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Today's News

  • Get your body ready for winter

    As the weather turns cooler and the leaves turn colorful, thoughts turn toward winterizing your home and car. But did you ever think about winterizing your body? Not buying a new coat, hat or gloves, or adding an extra layer of fat for insulation… but did you think about minimizing your risk of falling?

  • Tipton-Bramblett Reunion

  • It’s Holiday Bazaar time

    It is still a few weeks away but the Henry County Homemaker Organization would like to invite you to attend the 19th annual Holiday Bazaar from 9 a.m. to 4 p.m. Saturday, Nov. 12, at the Henry County 4-H/Fairgrounds Building. We will have about 30 booths that will be just chock full of arts, crafts, goodies, and gifts for those holiday shopping lists. The senior citizens from Tri-County Community Action will be serving lunch throughout the day.

  • Beginning Farmer’s program to be offered

    If you are new to farming, the Beginning Farmer Program hosted by the UK Cooperative Extension is designed to walk you through many of the issues you may be facing. We plan to start the class Friday, Jan. 20, with weekly sessions each Friday through February and into March, with more sessions later in the year. Most sessions will run 9 a.m. through lunch, rotating between the Henry, Shelby and Oldham County Extension Offices.

  • Henry County hosts first invitational at Renaissance Run

    The Henry County Cross Country team hosted its first-ever invitational Saturday, drawing 255 athletes representing 12 different schools from around the region to  the Renaissance Run at the Renaissance Park in Eminence.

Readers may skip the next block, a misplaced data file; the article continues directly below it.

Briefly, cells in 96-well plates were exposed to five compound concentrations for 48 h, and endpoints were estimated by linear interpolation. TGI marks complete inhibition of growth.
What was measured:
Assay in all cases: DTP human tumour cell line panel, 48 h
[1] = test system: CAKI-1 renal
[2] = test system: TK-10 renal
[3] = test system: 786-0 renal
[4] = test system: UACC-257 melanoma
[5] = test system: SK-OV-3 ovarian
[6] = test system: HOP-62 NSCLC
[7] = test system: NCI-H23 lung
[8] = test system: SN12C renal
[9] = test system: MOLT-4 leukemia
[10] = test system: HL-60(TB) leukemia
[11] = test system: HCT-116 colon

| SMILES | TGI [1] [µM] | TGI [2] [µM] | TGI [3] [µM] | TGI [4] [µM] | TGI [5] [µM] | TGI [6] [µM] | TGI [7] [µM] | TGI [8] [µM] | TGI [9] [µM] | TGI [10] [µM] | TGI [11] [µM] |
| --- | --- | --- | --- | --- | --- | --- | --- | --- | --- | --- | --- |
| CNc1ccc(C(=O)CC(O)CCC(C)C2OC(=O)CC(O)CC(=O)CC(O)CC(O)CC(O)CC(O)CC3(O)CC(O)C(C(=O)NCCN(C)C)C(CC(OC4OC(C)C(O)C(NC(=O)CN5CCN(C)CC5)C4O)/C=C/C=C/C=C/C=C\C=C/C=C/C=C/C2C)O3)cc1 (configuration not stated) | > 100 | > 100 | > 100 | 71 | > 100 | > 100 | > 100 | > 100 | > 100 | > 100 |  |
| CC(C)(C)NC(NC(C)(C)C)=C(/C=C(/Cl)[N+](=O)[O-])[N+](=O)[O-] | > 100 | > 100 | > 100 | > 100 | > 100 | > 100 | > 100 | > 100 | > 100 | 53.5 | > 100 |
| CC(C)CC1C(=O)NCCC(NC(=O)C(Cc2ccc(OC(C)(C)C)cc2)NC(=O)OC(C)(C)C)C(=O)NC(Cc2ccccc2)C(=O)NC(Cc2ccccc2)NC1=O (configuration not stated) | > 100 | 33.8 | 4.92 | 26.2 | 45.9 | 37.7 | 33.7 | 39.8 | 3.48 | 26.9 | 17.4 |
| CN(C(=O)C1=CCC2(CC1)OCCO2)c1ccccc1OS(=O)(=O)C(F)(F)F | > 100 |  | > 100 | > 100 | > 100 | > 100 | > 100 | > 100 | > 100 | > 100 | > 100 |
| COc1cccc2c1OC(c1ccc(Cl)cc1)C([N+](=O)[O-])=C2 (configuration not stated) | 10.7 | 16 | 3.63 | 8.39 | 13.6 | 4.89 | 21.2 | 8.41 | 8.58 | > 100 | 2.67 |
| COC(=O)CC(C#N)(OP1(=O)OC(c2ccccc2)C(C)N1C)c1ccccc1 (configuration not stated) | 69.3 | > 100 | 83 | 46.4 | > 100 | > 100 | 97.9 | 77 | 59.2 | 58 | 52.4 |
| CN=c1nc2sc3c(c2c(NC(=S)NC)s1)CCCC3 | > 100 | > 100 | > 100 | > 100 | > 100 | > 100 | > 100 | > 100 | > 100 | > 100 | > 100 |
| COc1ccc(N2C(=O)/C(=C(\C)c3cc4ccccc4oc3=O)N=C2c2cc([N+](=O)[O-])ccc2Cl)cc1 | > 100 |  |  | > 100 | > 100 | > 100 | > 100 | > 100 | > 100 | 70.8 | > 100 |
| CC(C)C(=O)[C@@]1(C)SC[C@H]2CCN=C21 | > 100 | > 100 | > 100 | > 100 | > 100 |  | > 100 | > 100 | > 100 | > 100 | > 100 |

• Wildcats thump Elizabethtown 57-27

    It was the performance they’d been waiting for.

    Leading into their game against Elizabethtown, the Henry County Wildcats had won just a single game.  There were glimmers of smart play, including good defensive stands against Central High School. In an emotional game against Bullitt Central, the Wildcats won with heart and determination.

    Against Elizabethtown, they put everything together and ran away, quite literally, with a 57-27 win over the visiting Panthers.

  • Warriors fall to Frankfort, 40-12

    The unbeaten Warriors met their match.

    “They were just better than us,” Eminence head coach Steve Frommeyer said.
    The Franklin High School Panthers came to town Friday, and were bigger — both in terms of numbers and sheer physical size — than the Warriors. And the Panthers handed Eminence its first loss, 40-12.

    Breaking their usual pattern of slow starts, Eminence got off to a quick one.

  • Sheriff, CARE team holding drug take-back on Saturday

    The Henry County Sheriff’s Office and the Henry County CARE Team are co-hosting a Drug Takeback Day from 10 a.m. to 2 p.m. Saturday, Oct. 29, behind the courthouse in New Castle.

    The event is an opportunity for area residents to dispose of unused or expired prescription and over-the-counter medications from their medicine cabinets.

  • Steady at the wheel

    When Roddy Nolin was 18, his dad, Russell, a long-time bus driver for Henry County Public Schools, taught him how to drive a bus – in their driveway.

    A year after graduation, he was hired as a substitute driver for his dad’s route. Eventually, he was asked to drive a route for a woman driver who was in the hospital.

    Weeks passed by, and when the other driver still hadn’t returned to her route, then-Henry County Public Schools Superintendent Roy Winchester told Nolin to “drive it until you hear something.”

  • Treasurer candidates promise more with less

    The three candidates for state treasurer this fall all deliver the same message on its face: in tough economic times, Kentucky’s government must do more with less.

    Incumbent Democrat Todd Hollenbach, looking to win his second term as treasurer, says by deploying a team of volunteers, he’s created new initiatives without cost to the taxpayer.

    Republican K.C. Crosbie argues Hollenbach hasn’t made wise decisions on how to reign in spending, and has neglected his duty as a check-and-balance on executive branch spending.